Global Engagement supports faculty and staff across many disciplines to engage in collaborative global engagement with our partner institutions.
The Global Partnerships team can help Drake faculty and staff identify potential partners and establish lasting connections - and vice versa! Our partners may refer to the Expert Guide or directly contact Hannah Sappenfield to find Drake faculty and staff with a specific research interest or area of expertise.
Additionally, some colleges and schools have identified individuals to spearhead their international programs:
|Drake Law School||College of Pharmacy & Health Sciences||School of Education|
Ellen Yee, JD
Tim Welty, PharmD
Matthew Hayden, PhD
Learn more about Drake faculty, staff and students who have engaged in collaborative research with partners around the world. Get ideas and plan ahead for your own global collaborative project.
Authored by Sally R. Beisser, Ph.D. & Jennifer Thoma, Ph.D. of the Drake School of Education
Accepted to the Anatolian Journal of Education
"In this qualitative case study, professional development of pedagogical strategies was presented to 44 university professors and 33 undergraduate students representing two Eastern European universities. This study was part of an international partnership between one U.S. Midwest private university and two partnership universities in Kosovo. Researchers conducted a two-day pedagogical workshop in each university setting. Participants in one university represented the Faculty of Medicine, Education, and Language professors. The other university group included English Language and Literature undergraduate majors. Using survey research methods of questionnaires and interviews, data were collected using a pre-workshop questionnaire to inform the workshop content, post-workshop survey, and participation discussion, follow up interviews, and researcher reflections. Researchers presented a series of workshops on best practices in student engagement, questioning strategies, formative reflective assessment, and representing to learn in each university setting. Results revealed participants from both universities were a) positive about learning new pedagogical strategies and b) implementing new teaching practices as a result of the workshop interventions. These findings suggest building positive professional partnerships for professional development results in valuable changes to professional practice. Future research should focus on long-term benefits of such partnerships, specifically on how workshops may continue to inform professional practice."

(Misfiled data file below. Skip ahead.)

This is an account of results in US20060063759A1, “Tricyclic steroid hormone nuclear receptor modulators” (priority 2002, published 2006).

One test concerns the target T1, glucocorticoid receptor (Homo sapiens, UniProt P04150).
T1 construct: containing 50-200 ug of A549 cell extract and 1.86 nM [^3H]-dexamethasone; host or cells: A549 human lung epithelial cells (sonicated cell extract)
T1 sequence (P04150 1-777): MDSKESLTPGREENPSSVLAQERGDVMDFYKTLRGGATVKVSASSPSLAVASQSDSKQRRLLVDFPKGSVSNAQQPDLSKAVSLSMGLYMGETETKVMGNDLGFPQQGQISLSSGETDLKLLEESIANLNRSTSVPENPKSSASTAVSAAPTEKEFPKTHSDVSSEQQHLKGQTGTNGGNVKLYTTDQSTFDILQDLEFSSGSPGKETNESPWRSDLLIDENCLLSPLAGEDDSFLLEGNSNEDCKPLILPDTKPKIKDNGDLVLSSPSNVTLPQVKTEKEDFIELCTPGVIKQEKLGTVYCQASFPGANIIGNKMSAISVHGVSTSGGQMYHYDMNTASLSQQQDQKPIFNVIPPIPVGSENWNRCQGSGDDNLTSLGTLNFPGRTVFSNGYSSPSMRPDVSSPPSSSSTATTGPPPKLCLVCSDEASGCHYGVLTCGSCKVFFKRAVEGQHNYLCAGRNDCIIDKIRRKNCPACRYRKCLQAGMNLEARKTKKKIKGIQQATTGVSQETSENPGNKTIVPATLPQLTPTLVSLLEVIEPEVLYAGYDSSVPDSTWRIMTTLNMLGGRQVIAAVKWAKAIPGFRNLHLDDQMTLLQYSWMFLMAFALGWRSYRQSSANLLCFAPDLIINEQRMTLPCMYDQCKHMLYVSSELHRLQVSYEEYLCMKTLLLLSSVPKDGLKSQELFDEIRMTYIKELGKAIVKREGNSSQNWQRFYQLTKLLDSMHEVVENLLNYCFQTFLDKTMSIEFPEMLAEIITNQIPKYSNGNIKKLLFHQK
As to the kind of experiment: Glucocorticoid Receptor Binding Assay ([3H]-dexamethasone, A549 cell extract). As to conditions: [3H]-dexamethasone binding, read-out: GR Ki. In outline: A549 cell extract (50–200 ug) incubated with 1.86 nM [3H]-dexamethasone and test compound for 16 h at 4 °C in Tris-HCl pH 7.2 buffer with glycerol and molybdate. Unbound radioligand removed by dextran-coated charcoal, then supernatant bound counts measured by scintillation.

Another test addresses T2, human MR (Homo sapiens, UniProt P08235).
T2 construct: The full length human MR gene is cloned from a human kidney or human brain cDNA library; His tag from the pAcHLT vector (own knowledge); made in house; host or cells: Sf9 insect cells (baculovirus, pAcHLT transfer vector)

Authored by John Rovers, Michelle Becker, Michael Andreski & Jeffrey Gray
Published in the Medical Science Educator, May 2020
"Students in a wide variety of health professions are increasingly interested in volunteering on a short-term experience in global health (STEGH). The literature suggests that STEGHs pose a variety of potential risks and benefits, and may carry a significant cost to plan and provide. One potential mitigating factor for any risks and costs is that student participation on a STEGH may enhance their cultural competence. Since monies spent on STEGHs are fungible, and there may be other opportunities to improve students’ cultural competence, the objectives of this study were to determine if participation on a STEGH increased students’ cultural competence and if so, what the cost for any such increase was. In this study, 20 students who participated on a 1-week STEGH to the Dominican Republic completed the Inventory for Assessing the Process of Cultural Competence Among Health Care Professionals – Student Version (IAPCC-SV) before and after the STEGH. The costs for all students and 7 supervising health professionals to volunteer for the STEGH were calculated, and the size of any increase in cultural competence was determined. The cost was divided by the change in cultural competence to ascertain the cost of the change. Students showed a measureable increase on the IAPCC-SV overall and on the subscales of knowledge and skill. The cost of a 1% overall increase in students’ cultural competence ranged from $287 to $401. These results may allow schools offering STEGHs to determine if their offerings are cost-effective or not."
Drake undergraduate students Abigail Rye and Ellen Boehm - along with Maddie Shipley, a 2020 graduate - presented a poster entitled, ‘Determinants of optional vaccinations in relation to public knowledge at Pravara Rural Hospital, Loni; Pediatrics department’.
Drake graduate students Haley Miller and Shawna Stricker presented a poster entitled,’ Exploring Complementary Approaches to Pain Management’.
Both posters won first prizes and were based on research these students conducted while in India as part of the J-term course 'International Health Topics' offered through Drake's global exchange partner, Pravara Institute of Medical Sciences.